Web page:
New trade regulations in Belarus, Russia, and Kazakstan threaten to subject women there to the cruel and dehumanizing indignity of ugly underwear. And no one is taking it lying down.
Here's a brief summary of the unmentionable injustice being waged in one large corner of the former Soviet Bloc: new trade regulations would bar the sale, import, or manufacture of underwear comprised of less than 6% cotton. I'd imagine that this is benefitting some cotton-farming kleptocrats, but it's definitely not benefitting anyone's lingerie drawers.
According to the National Post, this isn't going over too well with a vocal contingent of lingerie lovers, who complain that all of the prettiest underwear is cotton-poor, and the ban will thrust residents of the three affected countries back into saggy Soviet drawers. Then no one will ever have sex again and Russia, Kazakstan, and Belarus will disappear.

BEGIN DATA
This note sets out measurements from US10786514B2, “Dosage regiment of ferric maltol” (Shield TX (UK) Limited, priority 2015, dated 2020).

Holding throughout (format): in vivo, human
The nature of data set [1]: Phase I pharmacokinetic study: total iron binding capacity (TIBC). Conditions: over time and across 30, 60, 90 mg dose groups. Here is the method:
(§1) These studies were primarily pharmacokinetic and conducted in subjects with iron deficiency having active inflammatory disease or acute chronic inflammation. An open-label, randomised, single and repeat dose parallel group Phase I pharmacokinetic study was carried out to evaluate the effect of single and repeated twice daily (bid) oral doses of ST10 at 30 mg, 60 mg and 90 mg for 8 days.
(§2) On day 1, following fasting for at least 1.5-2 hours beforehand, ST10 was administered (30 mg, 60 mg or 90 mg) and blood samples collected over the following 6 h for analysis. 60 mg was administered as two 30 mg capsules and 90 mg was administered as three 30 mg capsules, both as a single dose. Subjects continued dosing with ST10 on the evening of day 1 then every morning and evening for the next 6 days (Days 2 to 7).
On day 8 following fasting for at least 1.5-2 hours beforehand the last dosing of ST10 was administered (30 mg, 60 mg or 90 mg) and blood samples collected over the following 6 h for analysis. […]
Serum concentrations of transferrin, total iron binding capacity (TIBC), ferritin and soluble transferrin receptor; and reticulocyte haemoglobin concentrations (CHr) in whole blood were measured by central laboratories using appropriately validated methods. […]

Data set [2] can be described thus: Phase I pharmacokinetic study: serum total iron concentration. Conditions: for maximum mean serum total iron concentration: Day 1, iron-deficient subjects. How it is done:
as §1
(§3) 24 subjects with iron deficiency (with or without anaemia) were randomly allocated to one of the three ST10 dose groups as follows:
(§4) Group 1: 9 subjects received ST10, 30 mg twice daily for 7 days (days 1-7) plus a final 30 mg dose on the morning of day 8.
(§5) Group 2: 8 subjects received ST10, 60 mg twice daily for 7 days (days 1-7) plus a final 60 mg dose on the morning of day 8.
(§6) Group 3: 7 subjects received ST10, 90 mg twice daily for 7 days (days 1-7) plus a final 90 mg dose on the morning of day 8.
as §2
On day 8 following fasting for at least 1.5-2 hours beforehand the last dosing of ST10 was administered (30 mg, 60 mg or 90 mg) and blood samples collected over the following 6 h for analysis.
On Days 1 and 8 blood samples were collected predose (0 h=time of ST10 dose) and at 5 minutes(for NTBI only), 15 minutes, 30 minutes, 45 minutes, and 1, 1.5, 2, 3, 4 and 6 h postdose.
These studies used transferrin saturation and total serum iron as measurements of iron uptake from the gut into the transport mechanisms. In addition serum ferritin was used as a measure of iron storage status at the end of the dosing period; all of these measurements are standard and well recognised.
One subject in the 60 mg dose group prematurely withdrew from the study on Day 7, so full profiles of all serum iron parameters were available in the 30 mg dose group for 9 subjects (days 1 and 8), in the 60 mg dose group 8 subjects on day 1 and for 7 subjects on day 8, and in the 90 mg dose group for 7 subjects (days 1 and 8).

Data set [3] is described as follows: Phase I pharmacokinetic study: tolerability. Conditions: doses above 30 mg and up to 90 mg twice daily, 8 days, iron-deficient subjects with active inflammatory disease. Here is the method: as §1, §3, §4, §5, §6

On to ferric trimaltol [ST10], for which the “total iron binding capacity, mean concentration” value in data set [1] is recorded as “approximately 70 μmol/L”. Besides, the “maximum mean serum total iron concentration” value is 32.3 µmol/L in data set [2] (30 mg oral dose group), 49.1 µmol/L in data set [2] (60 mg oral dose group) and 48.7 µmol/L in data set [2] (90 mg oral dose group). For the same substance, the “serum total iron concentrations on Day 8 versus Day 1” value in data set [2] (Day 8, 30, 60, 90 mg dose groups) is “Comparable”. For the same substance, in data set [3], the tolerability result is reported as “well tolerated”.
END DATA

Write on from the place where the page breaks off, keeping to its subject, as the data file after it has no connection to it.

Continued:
"As a rule, lacy underwear … is literally snatched off the shelves," said Alisa Sapardiyeva, the manager of a lingerie store in Moscow, DD-Shop, as she flicked through her colorful wares. "If you take that away again, the buyer is going to be the one who suffers the most."
Some analysts estimate that even though requiring women to wear more cottony panties might delight gynecologists who believe that skivvies fashioned from synthetic fibers can lead to more yeast and urinary tract infections, the ban means that 80-90% of underwear currently on the market will vanish from shelves.
Fight on, brave panty warriors. Fight on or risk going commando.
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